“The ruling party does not understand the concept of growth properly”
Temesgen Zewdie is vice chairman of Unity for Democracy and Justice (UDJ). He is a business administration major and member of the House of Peoples’ Representatives.
Asrat Seyoum and Zekarias Sintayehu of The Reporter spoke to him on selected economic issues raised during Prime Minister Meles Zenawi’s report to the House last week and other related subjects. Excerpts:
In the parliamentary session held a week ago Prime Minister Meles Zenawi presented a nine-month report. After his report you asked how the inflation rate was brought down. In fact, you were questioning if the government was implementing monetary and fiscal policies. Can you elaborate on that?
Usually, when macro economic variables like the rate of inflation are regulated, it is done with help of conventional economic policies. However, what I understood from the report and the question and answer session afterwards was that no such instruments were used since it was not, mentioned any where in the report.
In my view this is not possible. Ethiopia is not the only one to experience a high inflation rate. Economic activities usually assume a cyclical behaviour . When they heat up it is a must that the government, whether it likes it or not implement the policies mentioned in your question. To begin with inflation is nothing but a scenario where too much liquidity (currency) is chasing limited goods. Hence, to curb inflation either of the two (monetary or fiscal) instruments should have been used. It is really simple, actually we can say that no monetary policy has been implemented since the inflation is still there. The government ought to have used these policies. For instance, in the case of monetary policy the interest rate should have been raised. On the fiscal side, either the tax base should have been widened or taxes should have increased. However, none of these happened. So it is clear that no policy was implemented.
On the other hand, the government should also decrease its fiscal deficit. The reserve requirement of banks should increase and at the same time productivity levels have to be improved for us to believe that a policy was implemented. However, with all these not materializing how can one control inflation? May be, if there is a theory that we do not know, that might explain the phenomenon. Anyway, the prime minister did not respond to my question properly.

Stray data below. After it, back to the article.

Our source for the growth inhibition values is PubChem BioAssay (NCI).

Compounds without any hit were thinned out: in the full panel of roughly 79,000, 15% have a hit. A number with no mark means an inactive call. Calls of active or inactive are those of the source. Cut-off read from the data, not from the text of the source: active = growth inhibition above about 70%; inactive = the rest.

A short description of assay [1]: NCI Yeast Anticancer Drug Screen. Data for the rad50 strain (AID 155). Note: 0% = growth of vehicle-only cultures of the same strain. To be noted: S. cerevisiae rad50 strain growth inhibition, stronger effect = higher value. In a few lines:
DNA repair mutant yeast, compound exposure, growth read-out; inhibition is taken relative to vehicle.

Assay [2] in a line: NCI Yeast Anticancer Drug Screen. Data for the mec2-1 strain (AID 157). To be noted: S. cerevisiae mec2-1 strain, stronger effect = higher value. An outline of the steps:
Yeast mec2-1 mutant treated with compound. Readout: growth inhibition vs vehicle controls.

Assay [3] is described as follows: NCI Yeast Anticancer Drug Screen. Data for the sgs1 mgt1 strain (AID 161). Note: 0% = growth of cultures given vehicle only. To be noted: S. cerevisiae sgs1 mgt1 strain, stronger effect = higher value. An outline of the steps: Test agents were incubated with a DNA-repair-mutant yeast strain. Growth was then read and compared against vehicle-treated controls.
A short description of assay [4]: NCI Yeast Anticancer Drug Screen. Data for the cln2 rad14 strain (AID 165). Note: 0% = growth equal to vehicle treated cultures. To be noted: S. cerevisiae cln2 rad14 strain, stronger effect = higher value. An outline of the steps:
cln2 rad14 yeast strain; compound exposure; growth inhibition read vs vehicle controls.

With regard to the reserve requirement of banks, banking professionals have been saying that it is too high and has to be reduced. At the same time, even the World Bank has indicated that the government is using contractionary economic policies to curb the inflation. Were you perhaps referring to desirable policies in the above question? Or are you certain that such policies do not exist in Ethiopia?
The National Bank of Ethiopia, which says that such policies have been implemented, is actually controlled by the executive (government). So, we believe that such policies were not implemented at all and it is just for political reasons that the government is saying so. On the other hand, the International Monetary Fund (IMF) and the [US] State Department have both revealed that currently inflation stands at around 26 percent. Well, inflation is still increasing and in my view people have reached a level where they can’t afford their basic needs. Ironically, the premier’s report says that inflation has declined to a very low level. If so, why are we not feeling its efffect on our life? I am a member of parliament, I have constituencies who tell me that the inflation is still high. Based on these information I am forced to question the credibility of the statistical data presented to parliament.
The report also forecasted that the export sector would achieve a 25 percent growth rate by end of the current fiscal year. Do you think that this projection is realistic? Or do you contest this figure as well?
Well, if you see the export sector it would be clear to you that it is a less diversified sector. In fact, according to a report by the Ministry of Trade and Industry, only 35 types of products are exported to the international market. However, when it comes to export earnings, we know that the classical commodities – coffee and sesame – dominate the picture whereas the other products are not really bringing in a significant amount. What I am saying is that we can earn better foreign exchange by diversifying the agricultural export products and by working on the major export products like coffee. The problem here is none other than weak leadership. For instance, the trade deficit of the country has been widening continuously, in fact the country does not have a trade surplus vis-à-vis any of is foreign trade partners.